Using the Dry Run Option
Dataload.py includes a parameter (-x or --dry-run, depending on how you call it) that lets you run the script without actually copying data to the user profile store. But why would you even want to do that?
Well, to be honest, we’ve already answered that: this lets you run dataload.py without actually copying data to the user profile store. That means you can test your datafile and your data transformations as many times as you want, and without creating any actual user profiles. In turn, that means that there’s nothing to rollback if anything goes wrong.
The official Akamai data migration process calls for doing a full-scale dry run before you try to actually migrate data. (By “full-scale,” we mean doing a dry run using the exact same data that will be used when doing the actual migration.) However, as you design your schema, and as you create your data transformations, you might want to do a few iterative dry runs, just to make sure everything is working. For example, you might start off with an extremely simple datafile:
There’s not much to that datafile, but it’s worth doing a dry run (which will take just a few seconds to complete) just to make sure that the file is formatted correctly, that the attribute names are spelled (and letter-cased) correctly, and that your computer has everything it needs to run dataload.py. If everything succeeds, try adding a few more attributes and do another dry run. For example, here we’re added an attribute – and an attribute value – that requires double quote marks:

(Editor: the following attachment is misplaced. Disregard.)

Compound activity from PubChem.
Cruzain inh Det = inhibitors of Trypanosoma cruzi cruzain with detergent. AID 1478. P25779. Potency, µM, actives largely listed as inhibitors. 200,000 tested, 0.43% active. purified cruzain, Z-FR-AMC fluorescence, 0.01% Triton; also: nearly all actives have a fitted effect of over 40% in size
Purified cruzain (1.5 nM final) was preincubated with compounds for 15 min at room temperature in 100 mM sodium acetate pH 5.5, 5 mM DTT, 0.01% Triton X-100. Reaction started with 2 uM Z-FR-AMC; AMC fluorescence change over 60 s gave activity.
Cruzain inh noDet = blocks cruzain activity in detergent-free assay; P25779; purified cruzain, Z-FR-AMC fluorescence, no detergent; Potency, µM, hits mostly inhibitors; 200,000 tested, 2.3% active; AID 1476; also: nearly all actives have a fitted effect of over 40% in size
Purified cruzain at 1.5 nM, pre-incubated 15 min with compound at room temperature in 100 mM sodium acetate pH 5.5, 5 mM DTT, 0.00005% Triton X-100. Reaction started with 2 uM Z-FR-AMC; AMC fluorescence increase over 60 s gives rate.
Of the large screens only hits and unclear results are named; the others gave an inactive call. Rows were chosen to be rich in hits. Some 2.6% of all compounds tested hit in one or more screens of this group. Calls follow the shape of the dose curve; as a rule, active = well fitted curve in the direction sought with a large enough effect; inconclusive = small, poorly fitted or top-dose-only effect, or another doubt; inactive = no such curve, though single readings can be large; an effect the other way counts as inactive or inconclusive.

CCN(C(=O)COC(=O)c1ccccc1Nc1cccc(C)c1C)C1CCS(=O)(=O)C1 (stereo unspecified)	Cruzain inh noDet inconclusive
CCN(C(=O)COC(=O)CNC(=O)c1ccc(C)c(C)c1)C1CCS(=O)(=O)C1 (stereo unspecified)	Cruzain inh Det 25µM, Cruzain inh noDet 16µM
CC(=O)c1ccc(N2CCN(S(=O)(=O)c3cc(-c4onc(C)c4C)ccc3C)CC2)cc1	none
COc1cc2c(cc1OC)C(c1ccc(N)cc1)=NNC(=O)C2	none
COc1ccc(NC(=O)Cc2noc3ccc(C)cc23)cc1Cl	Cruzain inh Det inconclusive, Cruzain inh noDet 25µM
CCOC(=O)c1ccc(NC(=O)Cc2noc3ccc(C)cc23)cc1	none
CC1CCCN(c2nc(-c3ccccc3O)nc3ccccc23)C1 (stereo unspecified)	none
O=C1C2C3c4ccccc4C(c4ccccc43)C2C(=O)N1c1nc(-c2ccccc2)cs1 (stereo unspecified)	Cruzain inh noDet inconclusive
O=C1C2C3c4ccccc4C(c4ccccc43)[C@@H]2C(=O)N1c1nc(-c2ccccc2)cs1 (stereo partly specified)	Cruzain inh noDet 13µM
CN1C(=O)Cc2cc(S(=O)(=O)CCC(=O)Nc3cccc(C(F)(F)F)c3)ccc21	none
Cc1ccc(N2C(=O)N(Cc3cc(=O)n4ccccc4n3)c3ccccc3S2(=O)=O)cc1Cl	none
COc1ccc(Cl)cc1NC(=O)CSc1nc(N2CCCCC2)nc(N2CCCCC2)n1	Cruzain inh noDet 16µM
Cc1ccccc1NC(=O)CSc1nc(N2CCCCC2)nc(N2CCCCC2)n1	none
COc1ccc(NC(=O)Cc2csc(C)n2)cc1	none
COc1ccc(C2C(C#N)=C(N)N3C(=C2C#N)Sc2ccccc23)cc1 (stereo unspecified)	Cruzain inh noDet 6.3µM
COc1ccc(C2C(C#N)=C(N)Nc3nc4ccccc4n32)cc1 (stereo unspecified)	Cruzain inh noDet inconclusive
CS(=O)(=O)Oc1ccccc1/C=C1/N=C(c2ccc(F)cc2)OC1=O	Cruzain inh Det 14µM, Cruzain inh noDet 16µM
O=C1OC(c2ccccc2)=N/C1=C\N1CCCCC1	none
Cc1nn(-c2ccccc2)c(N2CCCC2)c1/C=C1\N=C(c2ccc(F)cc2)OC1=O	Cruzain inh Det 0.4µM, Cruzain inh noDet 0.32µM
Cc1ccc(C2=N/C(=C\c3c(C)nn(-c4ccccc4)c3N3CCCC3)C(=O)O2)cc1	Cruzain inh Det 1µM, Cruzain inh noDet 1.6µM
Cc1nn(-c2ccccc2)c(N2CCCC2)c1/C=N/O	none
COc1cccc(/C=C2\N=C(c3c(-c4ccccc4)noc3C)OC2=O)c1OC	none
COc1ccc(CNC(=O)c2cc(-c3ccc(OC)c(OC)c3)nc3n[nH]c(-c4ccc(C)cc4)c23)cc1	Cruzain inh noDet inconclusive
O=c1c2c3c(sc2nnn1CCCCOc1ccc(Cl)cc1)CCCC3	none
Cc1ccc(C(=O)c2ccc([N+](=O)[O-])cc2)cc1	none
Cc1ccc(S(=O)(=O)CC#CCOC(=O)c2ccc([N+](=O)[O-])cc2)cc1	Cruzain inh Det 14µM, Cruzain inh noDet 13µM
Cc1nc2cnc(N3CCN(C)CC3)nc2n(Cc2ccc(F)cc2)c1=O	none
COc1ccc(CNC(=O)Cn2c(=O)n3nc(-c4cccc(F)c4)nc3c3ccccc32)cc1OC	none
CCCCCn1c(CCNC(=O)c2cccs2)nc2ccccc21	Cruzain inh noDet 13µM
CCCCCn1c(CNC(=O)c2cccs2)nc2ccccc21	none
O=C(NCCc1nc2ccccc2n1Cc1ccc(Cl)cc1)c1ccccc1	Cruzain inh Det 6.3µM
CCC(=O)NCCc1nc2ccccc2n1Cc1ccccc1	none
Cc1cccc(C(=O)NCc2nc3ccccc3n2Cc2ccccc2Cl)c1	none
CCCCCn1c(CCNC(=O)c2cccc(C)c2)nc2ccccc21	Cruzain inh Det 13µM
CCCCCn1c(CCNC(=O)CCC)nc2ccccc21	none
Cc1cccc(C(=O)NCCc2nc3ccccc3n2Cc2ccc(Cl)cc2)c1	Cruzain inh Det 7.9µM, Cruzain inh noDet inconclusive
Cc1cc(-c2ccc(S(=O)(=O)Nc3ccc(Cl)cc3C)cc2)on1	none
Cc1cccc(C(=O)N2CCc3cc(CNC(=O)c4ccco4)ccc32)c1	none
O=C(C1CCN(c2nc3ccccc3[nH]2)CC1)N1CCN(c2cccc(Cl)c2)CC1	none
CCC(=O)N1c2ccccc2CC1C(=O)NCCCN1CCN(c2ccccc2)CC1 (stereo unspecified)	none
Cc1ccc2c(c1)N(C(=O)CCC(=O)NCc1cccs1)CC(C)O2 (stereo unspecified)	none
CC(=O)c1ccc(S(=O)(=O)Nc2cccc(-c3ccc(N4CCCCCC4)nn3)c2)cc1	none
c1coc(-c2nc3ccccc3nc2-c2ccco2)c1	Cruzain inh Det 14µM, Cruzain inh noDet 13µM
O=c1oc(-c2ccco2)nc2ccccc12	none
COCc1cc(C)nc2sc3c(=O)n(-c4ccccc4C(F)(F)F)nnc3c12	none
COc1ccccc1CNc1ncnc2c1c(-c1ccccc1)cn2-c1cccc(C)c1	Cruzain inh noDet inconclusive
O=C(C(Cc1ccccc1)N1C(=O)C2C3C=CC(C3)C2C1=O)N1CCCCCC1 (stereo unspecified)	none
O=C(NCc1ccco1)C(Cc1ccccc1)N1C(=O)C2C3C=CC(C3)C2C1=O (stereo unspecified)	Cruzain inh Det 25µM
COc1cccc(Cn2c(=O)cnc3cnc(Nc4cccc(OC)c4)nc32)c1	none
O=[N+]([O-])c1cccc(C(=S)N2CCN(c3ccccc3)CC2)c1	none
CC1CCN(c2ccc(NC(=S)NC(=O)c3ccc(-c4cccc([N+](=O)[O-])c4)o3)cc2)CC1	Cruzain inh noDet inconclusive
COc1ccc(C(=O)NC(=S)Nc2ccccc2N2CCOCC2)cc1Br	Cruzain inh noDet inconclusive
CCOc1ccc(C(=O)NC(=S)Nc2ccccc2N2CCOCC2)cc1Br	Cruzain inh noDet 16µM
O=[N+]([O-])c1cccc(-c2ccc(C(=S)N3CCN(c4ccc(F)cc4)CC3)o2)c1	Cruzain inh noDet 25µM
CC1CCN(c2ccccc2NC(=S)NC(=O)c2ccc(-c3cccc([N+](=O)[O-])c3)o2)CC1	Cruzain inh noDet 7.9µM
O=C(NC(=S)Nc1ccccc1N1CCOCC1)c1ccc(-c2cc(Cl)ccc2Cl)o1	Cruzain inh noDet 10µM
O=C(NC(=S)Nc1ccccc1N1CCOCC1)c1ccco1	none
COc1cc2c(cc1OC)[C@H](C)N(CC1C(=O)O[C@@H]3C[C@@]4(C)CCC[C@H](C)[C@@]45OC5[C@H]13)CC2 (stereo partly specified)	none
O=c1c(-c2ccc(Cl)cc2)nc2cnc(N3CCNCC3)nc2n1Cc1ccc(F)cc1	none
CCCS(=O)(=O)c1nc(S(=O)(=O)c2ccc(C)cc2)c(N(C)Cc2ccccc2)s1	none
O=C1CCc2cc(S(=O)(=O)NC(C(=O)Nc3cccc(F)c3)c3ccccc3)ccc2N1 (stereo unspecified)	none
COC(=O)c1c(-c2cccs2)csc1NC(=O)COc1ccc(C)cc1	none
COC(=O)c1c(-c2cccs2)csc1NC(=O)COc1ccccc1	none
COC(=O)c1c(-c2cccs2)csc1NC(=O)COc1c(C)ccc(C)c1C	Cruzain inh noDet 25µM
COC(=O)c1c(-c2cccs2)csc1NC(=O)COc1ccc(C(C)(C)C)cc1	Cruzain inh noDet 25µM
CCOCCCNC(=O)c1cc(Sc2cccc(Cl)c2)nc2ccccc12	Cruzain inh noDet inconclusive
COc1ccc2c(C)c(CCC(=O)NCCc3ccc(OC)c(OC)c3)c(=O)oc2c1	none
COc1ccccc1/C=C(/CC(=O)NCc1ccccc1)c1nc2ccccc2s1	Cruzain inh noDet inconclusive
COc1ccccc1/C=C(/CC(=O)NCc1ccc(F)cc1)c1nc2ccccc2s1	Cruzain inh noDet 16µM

givenName,familyName,displayName Bob,Jones,"Bob Jones, Sr."
If that succeeds, your next step might be to add in an attribute that requires a data transform:
givenName,familyName,emailVerified,displayName Bob,Jones,7/12/2018,"Bob Jones, Sr."
Note that the execution time for dry runs may not be the same as real migrations. The actual execution time is dependent on overall API response time.